Anyway, apart from one brief soundbite in the OP, it was a football related, purely aimed at whether the lad would make it or not. My intention wasn't to fire off another broadside attack against the club's ownership, while taking another thread into familiar 'Ashley Territory'.

 

If it wasn't my prehistoric/shite-house phone, where the forum's control panel is pretty much unusable, I'd post a 'raspberry' like.

Edited by Year Zero

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Got a feeling Santon will be excellent for us, and then as YZ states: "Wor Mike has a 15m cash windfall waiting in the wings."

 

Be astonished to see a full back go for £21 million but I suppose it's not entirely impossible. Ultimately, if/when he goes I think it'll simply be because he's offered more wages.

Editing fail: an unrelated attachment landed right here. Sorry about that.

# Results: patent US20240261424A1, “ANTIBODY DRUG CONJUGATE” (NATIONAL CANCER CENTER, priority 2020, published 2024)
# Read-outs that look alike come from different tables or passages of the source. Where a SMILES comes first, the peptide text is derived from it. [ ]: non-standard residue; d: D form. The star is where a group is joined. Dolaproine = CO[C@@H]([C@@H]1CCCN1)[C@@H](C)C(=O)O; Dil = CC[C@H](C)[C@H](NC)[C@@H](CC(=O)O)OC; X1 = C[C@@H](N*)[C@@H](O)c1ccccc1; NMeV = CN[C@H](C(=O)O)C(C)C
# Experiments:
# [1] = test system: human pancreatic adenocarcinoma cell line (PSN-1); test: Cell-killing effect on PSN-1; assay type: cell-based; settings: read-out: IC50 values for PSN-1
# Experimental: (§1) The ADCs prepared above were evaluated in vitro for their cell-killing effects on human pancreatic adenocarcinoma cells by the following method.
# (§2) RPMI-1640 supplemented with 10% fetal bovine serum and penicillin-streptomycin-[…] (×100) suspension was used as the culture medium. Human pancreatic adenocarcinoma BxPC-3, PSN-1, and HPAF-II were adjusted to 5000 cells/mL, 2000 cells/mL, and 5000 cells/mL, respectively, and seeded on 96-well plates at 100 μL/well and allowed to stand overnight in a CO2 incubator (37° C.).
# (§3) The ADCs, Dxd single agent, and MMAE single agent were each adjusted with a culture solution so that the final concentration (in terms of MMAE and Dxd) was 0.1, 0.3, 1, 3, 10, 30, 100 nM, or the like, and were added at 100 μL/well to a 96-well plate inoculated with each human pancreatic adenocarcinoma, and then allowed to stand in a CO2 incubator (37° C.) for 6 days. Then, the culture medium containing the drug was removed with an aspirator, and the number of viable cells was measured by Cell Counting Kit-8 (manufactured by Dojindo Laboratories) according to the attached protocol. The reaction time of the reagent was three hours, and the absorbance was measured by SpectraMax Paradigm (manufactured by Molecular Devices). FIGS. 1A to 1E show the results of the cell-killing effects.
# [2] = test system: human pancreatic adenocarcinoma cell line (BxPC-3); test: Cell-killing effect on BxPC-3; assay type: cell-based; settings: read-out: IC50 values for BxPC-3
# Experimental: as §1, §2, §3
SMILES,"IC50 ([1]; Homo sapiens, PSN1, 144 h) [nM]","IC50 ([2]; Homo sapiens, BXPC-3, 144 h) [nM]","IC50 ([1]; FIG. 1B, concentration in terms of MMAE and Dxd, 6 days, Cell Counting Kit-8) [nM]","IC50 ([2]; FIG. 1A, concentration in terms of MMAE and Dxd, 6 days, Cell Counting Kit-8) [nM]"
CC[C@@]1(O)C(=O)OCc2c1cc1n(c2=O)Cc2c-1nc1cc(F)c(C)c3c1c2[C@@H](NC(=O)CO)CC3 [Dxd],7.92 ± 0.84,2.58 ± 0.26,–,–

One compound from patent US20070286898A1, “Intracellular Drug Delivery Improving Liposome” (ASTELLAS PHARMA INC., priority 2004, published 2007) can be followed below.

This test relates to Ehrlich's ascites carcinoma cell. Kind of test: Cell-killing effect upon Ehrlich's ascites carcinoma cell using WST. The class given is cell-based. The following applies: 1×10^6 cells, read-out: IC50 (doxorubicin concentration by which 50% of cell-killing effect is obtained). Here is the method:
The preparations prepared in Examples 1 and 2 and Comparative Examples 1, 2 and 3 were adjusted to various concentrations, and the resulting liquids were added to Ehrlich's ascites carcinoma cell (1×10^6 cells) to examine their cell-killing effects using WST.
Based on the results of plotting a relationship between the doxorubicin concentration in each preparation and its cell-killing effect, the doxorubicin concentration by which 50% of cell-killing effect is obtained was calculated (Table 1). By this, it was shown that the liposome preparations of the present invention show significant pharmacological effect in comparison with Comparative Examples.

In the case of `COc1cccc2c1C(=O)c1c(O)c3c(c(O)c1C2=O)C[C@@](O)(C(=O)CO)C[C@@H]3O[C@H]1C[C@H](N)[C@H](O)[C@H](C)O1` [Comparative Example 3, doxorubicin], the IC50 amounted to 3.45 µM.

The Carroll transfer and refusal to replace him still looms large (and is an absolute disgrace), but I think we're getting a bit unrealistic in supposing that every foreign recruit that comes good will become a £15-20 million Ashley transfer dividend. That seems to be the assumption, but Enrique his predecessor ultimately went for nish in terms of net gain.

 

One has to go by the premise that Santon is a mega-talent who has really lost his way, due to poor management and his own temperament. That seems to be the consensus about the lad. In the event of us retaining our PL status over the next two years, if the lad can live up to the hype previously bestowed on him, i think you're looking at that sort of resale value ie. 15-2Om. Especially for a player, in the early phase of a five year contract, who displays rapid development on the pitch in the early going.